A Painful Journey to Powerful Connection - An Artist at Heart
As Selkirk College student Darwin Greyeyes handed out his commissioned hand-made bronze feathers to Aboriginal graduates at a breakfast celebration held at the Gathering Place on the Castlegar Campus recently, he did so with pride.
Greyeyes is proud of himself, his renewed artistic accomplishment and the healing journey he’s found the strength to take—all the way back to his First Nations roots.
A Kootenay Studio Arts at Selkirk College (KSA)) student, Greyeyes has found great success as a blacksmithing and bronze casting artist.
“Darwin is one of the best students I’ve ever had,” says Blacksmithing Studio Instructor Kevin Kratz, particularly impressed by the tools his student has made.
Greyeyes received top marks from Denis Kleine, Bronze Casting Studio instructor as well.
“He really is an amazing craftsman and an amazing guy,” says Kleine, one of the region’s most well-known sculptors.
Darwin Greyeyes enrolled in Selkirk College Kootenay Studio Arts last fall amid a mental health crisis that shook his foundation. Now, thriving in his new environment, the sculptor has reconnected with his artistic self and his First Nations roots in a healing journey taking him forward one step at a time.
It’s a triumph of considerable proportions for Greyeyes considering his struggle to get there.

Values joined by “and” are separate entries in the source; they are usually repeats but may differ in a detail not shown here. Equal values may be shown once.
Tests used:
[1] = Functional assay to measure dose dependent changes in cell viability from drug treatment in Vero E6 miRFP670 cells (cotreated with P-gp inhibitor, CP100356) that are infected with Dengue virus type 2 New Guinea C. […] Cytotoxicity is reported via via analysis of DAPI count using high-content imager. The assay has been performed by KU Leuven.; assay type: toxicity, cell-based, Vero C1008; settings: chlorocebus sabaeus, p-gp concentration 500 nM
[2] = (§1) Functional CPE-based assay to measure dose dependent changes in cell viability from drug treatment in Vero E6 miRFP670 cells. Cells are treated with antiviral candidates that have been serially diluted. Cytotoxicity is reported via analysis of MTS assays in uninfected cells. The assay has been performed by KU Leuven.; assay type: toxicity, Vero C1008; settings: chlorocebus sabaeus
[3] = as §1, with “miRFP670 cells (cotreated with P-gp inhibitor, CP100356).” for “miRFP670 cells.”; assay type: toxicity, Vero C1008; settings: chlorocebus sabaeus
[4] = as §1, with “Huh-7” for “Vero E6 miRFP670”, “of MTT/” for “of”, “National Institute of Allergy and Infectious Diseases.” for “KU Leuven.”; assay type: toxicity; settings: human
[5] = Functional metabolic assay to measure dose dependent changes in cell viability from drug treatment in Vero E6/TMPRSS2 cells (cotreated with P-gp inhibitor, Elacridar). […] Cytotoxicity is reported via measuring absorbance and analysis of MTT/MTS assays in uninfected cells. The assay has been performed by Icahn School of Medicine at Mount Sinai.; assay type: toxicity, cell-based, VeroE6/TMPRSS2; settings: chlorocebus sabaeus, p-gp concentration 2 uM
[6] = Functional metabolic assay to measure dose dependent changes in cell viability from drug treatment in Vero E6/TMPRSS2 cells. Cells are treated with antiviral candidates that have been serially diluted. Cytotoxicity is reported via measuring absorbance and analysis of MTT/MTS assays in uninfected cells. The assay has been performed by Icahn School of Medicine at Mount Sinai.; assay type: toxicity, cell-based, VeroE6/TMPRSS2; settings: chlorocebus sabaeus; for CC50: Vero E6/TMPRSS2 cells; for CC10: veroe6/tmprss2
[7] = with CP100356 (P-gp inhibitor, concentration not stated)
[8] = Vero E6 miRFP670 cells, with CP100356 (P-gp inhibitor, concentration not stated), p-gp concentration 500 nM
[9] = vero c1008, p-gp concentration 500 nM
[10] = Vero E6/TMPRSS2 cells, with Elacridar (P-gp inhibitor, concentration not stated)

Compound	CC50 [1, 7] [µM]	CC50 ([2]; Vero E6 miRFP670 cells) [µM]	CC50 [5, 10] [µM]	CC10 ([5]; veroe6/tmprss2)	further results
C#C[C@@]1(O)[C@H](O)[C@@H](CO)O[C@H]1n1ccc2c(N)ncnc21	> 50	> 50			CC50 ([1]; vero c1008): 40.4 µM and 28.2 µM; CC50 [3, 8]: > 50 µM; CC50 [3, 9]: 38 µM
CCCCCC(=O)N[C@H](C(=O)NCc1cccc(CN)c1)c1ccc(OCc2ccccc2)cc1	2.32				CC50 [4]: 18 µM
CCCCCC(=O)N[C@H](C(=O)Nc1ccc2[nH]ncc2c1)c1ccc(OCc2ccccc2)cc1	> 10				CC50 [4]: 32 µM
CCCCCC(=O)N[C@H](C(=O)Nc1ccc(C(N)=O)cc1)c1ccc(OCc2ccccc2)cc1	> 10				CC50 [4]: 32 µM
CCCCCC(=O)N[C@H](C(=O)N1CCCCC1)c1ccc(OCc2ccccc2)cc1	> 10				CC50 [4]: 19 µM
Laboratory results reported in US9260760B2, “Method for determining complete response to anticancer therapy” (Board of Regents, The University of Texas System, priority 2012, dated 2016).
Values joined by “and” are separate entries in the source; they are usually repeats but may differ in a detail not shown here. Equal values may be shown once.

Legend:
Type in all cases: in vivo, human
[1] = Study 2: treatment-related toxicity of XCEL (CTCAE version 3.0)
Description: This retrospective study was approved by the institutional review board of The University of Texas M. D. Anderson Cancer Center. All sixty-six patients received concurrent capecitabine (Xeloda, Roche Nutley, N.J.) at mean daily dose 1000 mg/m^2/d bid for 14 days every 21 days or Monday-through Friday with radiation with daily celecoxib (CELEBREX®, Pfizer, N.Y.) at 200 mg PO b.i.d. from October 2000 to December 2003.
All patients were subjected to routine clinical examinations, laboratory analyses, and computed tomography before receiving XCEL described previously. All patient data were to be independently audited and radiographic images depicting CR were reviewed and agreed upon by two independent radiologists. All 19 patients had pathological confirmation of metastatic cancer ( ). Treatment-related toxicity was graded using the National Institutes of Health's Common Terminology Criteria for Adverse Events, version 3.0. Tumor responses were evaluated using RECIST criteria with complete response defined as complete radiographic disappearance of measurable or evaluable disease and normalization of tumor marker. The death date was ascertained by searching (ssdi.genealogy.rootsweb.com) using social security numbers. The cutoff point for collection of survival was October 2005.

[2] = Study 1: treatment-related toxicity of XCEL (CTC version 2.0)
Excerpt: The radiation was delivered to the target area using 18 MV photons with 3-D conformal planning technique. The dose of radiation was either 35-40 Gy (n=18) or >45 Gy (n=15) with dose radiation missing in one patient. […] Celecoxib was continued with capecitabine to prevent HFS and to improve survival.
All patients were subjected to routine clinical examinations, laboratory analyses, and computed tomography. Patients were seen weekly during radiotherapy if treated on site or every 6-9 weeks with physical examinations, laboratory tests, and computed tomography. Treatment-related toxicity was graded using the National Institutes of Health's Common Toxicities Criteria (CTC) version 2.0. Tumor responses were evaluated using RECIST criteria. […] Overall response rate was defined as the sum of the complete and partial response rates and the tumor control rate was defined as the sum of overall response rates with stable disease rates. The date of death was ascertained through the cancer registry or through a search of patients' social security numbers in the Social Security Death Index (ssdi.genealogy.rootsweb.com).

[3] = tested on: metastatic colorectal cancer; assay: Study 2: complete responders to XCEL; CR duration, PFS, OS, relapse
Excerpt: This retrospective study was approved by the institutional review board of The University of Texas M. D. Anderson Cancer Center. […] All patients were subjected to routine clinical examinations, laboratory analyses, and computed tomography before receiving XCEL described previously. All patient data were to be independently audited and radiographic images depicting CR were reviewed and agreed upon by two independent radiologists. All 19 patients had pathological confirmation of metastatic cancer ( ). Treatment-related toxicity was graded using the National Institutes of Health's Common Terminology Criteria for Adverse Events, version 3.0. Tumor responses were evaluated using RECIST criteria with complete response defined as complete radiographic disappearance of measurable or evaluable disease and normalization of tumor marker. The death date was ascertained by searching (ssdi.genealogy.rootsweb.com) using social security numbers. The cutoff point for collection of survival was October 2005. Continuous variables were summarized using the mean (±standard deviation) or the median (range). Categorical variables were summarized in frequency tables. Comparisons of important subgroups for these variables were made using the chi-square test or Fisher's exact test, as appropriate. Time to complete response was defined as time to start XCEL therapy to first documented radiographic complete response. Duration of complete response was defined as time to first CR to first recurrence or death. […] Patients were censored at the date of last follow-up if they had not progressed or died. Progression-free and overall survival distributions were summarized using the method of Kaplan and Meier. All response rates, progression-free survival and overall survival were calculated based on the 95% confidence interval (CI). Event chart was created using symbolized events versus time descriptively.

Just a few years ago, Greyeyes was down and out struggling with anxiety attacks and mental distress. No longer able to work, his successful construction company had crumbled and he faced financial ruin.
“It was hard to crash in life, to lose all who one thinks they are and were,” he says.
A bi-polar diagnosis two years ago brought Greyeyes self-understanding to a decade of uncharacteristic erratic behaviour and came with the support he needed to manage his mental health including spending four months in care. Still, the 54-year-old was lost in life before finding his way to Kootenay Studio Arts where he rediscovered a passion for creating sculpture.
“It’s nice to have that fire lit inside again. I was lost,” he says. “This program has been like a godsend. It’s been a blessing. I’m going to look back at this as the turning point for my new me, starting here at KSA—and being diagnosed.”
Read the full story at selkirk.ca